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Brazil: Open for Business

Despite a flabby public sector, Brazil’s markets are booming. All the indicators are right: robust retail sales, strong industrial production, lower interest rates and strong credit growth. Investment-grade rating is round the corner.

In the past month, the Brazilian mining group Vale, the world’s biggest producer of iron ore, has been stalking its Anglo-Swiss rival Xstrata. Vale raised eyebrows in the industry when it bought the Canadian nickel miner Inco last year for $18bn, but a deal with Xstrata, likely to be worth around $90bn, would put that acquisition in the shade.

The audacious bid is emblematic of a new swagger among Brazilian corporations. Confidence has been fuelled by a period of economic stability, the commodities boom, a growing domestic middle class, the opening up of the debt markets and a booming stock market – the Bovespa, which has been delivering some of the best returns of any market worldwide over the past few years. Since 2002, the Bovespa has risen by 1,250 percentage points.

Until recently Brazil was seen as the laggard of the emerging Bric (Brazil, Russia, India and China) economies, but as economic and political conditions have improved, investment has been pouring in. Growth, while not matching China’s, is expected to have been 5% last year.

President Lula “has been a pleasant surprise,” says Vale president Roger Agnelli. Sergio Antonio Garcia Amoroso, of the paper company Orsa, agrees. “Investors are feeling secure, so much so that foreign investment has increased substantially”.

Brazil was the world’s fifth biggest market for initial public offerings last year, and accounted for some 85% of equity being issued in Latin America. The boom was driven initially by natural resources companies, but the past year has seen other firms joining the market, from retailers to biofuels, many riding the growth of the domestic Brazilian consumer as well as export market.

“The Brazilian market has outperformed the US stock market in the year to date,” says Katy Dobson, Latin America fund manager at the asset management firm Threadneedle. Brazil is booming.”

There were 64 IPOs on the Bovespa during 2007, between them raising $42.8bn. Much of the investment is coming from outside Brazil. During 2007, there was a net inflow of foreign investment on the exchange of $23.5bn. The value of daily trades on the exchange more than doubled, from an average of $1.2bn in 2006 to an average of $2.6bn in 2007. The total market capitalisation of the companies on the exchange rose from $723bn at the end of 2006 to $1.4 trillion at the end of 2007. The market rose around 75% during the year.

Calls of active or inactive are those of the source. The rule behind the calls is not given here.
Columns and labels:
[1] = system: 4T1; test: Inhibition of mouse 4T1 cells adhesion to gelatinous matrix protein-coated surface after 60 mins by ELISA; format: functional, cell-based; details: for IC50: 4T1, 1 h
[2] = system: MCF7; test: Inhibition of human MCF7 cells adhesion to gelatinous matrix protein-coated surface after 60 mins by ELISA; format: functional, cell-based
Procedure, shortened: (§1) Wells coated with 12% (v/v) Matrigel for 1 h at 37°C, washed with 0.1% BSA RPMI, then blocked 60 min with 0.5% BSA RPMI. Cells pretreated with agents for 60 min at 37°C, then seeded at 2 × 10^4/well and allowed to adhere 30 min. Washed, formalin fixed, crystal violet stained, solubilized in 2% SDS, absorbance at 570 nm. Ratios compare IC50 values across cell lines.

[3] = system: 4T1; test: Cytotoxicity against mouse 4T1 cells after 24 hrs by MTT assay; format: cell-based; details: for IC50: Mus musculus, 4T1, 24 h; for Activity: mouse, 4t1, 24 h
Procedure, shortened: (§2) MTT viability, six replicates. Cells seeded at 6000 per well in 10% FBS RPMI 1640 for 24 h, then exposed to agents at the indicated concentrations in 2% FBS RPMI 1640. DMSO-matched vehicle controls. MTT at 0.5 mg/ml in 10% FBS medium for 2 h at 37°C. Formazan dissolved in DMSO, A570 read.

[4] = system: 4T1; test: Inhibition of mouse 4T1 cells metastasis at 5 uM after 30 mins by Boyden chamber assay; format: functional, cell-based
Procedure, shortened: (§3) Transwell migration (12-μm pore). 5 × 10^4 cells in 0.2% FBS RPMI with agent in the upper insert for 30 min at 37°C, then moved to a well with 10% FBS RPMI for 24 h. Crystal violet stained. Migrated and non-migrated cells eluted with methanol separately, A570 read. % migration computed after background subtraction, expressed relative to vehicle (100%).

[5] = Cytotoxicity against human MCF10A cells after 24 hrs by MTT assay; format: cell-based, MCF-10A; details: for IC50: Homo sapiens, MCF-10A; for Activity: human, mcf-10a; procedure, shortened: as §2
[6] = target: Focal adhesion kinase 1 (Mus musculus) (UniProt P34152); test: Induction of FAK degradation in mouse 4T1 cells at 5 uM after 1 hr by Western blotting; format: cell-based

The biggest IPO of the year was Bovespa itself, which raised $3.7bn, the fifth largest IPO in the world last year, according to Thomson Financial. Some 80% of the investor interest came from overseas, including NYSE Euronext, owner of the New York Stock Exchange, which paid $90m for a 1% stake. On its first day trading, shares in Bovespa rose 52%.

At around the same time, the Chicago Mercantile Exchange agreed to take a 10% stake in Brazil’s Mercantile & Futures Exchange, Latin America’s largest derivatives market, for $742m. In November it raised $3.4bn in an IPO.

There has also been a growing amount of M&A activity within Brazil, eased by the fact that once family-owned companies are increasingly dominated by outside investors. The exigencies of the capital markets have also forced many companies to drastically improve corporate governance, transparency and productivity. Private equity has also been taking an increasing interest in Brazil, partly because of the health of the IPO market, which has provided a steady option for exit.

There have been some concerns that a bubble might be building in Brazil. Questions have been asked about the quality of some of the companies on Bovespa. And analysts also point out that the key index on the Bovespa remains heavily weighted toward just two companies; Vale and the oil giant Petrobras, which together account for roughly 30% of daily trades. According to the Financial Times, the Bovespa still ranks 21st in the value of trades, despite its rapid growth, way behind New York, Nasdaq and London.

More broadly, critics also point to the unwieldy public sector, heavy tax burdens, onerous labour laws and relatively poor infrastructure. There is little appetite for further economic reform. The currency, the real, has also been strengthening, which some industry bosses and exporters fear will erode Brazil’s competitiveness. The biggest threat would come from a collapse in commodity prices.

Still, the markets look to be ready for the next step. The three leading rating agencies all have Brazil just one notch below the all-important investment grade, something it is expected to win later this year. If it does, it would open Brazilian assets to large institutional investors, including the big European and American pension funds, and a new chapter would begin.

Written by David Teather

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